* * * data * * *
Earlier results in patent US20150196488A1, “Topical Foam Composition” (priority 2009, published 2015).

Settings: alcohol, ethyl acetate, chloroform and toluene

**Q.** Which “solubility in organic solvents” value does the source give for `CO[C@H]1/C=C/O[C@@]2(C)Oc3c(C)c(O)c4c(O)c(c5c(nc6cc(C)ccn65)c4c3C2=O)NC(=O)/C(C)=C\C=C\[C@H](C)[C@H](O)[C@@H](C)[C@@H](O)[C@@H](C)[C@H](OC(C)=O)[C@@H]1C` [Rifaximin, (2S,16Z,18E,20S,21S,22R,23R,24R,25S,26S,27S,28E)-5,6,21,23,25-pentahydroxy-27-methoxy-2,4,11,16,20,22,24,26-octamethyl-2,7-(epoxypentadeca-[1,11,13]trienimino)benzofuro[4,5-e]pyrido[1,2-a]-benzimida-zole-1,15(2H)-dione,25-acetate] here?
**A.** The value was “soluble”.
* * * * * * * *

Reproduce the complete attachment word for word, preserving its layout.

Earlier results in patent US20150196488A1, “Topical Foam Composition” (priority 2009, published 2015).

Settings: alcohol, ethyl acetate, chloroform and toluene

**Q.** Which “solubility in organic solvents” value does the source give for `CO[C@H]1/C=C/O[C@@]2(C)Oc3c(C)c(O)c4c(O)c(c5c(nc6cc(C)ccn65)c4c3C2=O)NC(=O)/C(C)=C\C=C\[C@H](C)[C@H](O)[C@@H](C)[C@@H](O)[C@@H](C)[C@H](OC(C)=O)[C@@H]1C` [Rifaximin, (2S,16Z,18E,20S,21S,22R,23R,24R,25S,26S,27S,28E)-5,6,21,23,25-pentahydroxy-27-methoxy-2,4,11,16,20,22,24,26-octamethyl-2,7-(epoxypentadeca-[1,11,13]trienimino)benzofuro[4,5-e]pyrido[1,2-a]-benzimida-zole-1,15(2H)-dione,25-acetate] here?
**A.** The value was “soluble”.